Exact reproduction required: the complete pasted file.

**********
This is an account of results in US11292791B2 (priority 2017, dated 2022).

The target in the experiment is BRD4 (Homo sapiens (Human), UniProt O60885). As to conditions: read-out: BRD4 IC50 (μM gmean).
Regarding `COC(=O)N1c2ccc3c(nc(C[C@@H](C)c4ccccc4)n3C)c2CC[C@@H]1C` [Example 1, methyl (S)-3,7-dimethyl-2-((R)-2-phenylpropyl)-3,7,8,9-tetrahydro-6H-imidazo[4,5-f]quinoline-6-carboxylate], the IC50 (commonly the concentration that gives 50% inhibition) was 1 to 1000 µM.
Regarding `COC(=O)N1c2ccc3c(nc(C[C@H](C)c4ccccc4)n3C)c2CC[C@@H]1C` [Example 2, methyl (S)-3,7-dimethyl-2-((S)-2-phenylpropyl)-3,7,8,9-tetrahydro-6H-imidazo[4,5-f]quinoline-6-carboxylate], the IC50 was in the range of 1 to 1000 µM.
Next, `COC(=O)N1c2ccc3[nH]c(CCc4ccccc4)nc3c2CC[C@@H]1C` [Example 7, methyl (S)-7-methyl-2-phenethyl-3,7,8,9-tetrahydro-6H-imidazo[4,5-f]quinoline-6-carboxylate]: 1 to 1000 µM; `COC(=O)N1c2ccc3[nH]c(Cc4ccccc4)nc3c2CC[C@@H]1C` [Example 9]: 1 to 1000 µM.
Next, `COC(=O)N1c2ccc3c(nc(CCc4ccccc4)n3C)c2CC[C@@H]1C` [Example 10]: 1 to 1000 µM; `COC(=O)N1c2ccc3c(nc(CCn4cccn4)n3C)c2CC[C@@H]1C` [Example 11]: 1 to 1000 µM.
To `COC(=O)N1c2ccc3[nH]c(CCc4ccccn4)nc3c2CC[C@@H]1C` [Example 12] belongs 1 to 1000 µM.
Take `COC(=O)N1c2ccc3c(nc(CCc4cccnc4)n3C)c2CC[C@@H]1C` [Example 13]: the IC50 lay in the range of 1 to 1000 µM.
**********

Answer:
This is an account of results in US11292791B2 (priority 2017, dated 2022).

The target in the experiment is BRD4 (Homo sapiens (Human), UniProt O60885). As to conditions: read-out: BRD4 IC50 (μM gmean).
Regarding `COC(=O)N1c2ccc3c(nc(C[C@@H](C)c4ccccc4)n3C)c2CC[C@@H]1C` [Example 1, methyl (S)-3,7-dimethyl-2-((R)-2-phenylpropyl)-3,7,8,9-tetrahydro-6H-imidazo[4,5-f]quinoline-6-carboxylate], the IC50 (commonly the concentration that gives 50% inhibition) was 1 to 1000 µM.
Regarding `COC(=O)N1c2ccc3c(nc(C[C@H](C)c4ccccc4)n3C)c2CC[C@@H]1C` [Example 2, methyl (S)-3,7-dimethyl-2-((S)-2-phenylpropyl)-3,7,8,9-tetrahydro-6H-imidazo[4,5-f]quinoline-6-carboxylate], the IC50 was in the range of 1 to 1000 µM.
Next, `COC(=O)N1c2ccc3[nH]c(CCc4ccccc4)nc3c2CC[C@@H]1C` [Example 7, methyl (S)-7-methyl-2-phenethyl-3,7,8,9-tetrahydro-6H-imidazo[4,5-f]quinoline-6-carboxylate]: 1 to 1000 µM; `COC(=O)N1c2ccc3[nH]c(Cc4ccccc4)nc3c2CC[C@@H]1C` [Example 9]: 1 to 1000 µM.
Next, `COC(=O)N1c2ccc3c(nc(CCc4ccccc4)n3C)c2CC[C@@H]1C` [Example 10]: 1 to 1000 µM; `COC(=O)N1c2ccc3c(nc(CCn4cccn4)n3C)c2CC[C@@H]1C` [Example 11]: 1 to 1000 µM.
To `COC(=O)N1c2ccc3[nH]c(CCc4ccccn4)nc3c2CC[C@@H]1C` [Example 12] belongs 1 to 1000 µM.
Take `COC(=O)N1c2ccc3c(nc(CCc4cccnc4)n3C)c2CC[C@@H]1C` [Example 13]: the IC50 lay in the range of 1 to 1000 µM.